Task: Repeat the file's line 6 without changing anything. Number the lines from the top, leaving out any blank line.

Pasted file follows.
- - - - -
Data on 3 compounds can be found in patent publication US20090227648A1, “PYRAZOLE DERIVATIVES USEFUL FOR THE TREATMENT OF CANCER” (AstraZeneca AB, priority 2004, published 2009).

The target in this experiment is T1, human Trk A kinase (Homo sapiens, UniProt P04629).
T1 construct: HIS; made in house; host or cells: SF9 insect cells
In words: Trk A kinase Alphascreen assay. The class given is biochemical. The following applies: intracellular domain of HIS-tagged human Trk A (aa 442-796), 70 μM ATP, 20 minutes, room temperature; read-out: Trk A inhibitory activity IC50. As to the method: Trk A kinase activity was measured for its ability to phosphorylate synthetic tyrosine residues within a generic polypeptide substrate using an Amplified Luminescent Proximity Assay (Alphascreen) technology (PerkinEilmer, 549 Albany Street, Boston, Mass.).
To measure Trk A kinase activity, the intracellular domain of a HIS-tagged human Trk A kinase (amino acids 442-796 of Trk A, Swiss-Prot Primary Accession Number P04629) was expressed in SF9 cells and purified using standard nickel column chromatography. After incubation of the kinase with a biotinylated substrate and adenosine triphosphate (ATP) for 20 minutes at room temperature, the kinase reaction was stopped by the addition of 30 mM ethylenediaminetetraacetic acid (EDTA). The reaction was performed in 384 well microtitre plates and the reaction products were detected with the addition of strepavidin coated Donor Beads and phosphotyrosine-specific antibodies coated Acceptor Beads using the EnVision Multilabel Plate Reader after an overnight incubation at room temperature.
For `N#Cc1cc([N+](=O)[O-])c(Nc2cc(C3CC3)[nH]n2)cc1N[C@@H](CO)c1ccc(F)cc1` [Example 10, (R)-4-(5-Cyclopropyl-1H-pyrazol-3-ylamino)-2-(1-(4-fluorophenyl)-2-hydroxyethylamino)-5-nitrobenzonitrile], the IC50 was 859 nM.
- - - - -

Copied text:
For `N#Cc1cc([N+](=O)[O-])c(Nc2cc(C3CC3)[nH]n2)cc1N[C@@H](CO)c1ccc(F)cc1` [Example 10, (R)-4-(5-Cyclopropyl-1H-pyrazol-3-ylamino)-2-(1-(4-fluorophenyl)-2-hydroxyethylamino)-5-nitrobenzonitrile], the IC50 was 859 nM.